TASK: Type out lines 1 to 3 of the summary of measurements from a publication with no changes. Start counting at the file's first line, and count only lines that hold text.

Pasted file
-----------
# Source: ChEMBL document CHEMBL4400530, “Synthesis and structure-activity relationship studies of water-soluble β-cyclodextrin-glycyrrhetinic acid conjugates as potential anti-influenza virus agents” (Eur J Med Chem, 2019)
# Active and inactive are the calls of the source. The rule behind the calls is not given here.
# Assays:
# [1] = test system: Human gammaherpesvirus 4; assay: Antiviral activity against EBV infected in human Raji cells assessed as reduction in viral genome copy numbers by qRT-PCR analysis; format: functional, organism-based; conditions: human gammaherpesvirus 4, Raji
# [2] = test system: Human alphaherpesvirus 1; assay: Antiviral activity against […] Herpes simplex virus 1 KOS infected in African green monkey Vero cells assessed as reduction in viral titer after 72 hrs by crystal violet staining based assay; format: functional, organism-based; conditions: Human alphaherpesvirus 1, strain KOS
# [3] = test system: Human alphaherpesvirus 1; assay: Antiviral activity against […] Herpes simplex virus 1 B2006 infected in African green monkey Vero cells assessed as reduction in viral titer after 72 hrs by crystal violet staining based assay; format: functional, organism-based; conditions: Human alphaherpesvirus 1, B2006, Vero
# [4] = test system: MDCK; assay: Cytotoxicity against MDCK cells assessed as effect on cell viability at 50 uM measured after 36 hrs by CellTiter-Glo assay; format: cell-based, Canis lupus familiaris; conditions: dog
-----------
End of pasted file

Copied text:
# Source: ChEMBL document CHEMBL4400530, “Synthesis and structure-activity relationship studies of water-soluble β-cyclodextrin-glycyrrhetinic acid conjugates as potential anti-influenza virus agents” (Eur J Med Chem, 2019)
# Active and inactive are the calls of the source. The rule behind the calls is not given here.
# Assays: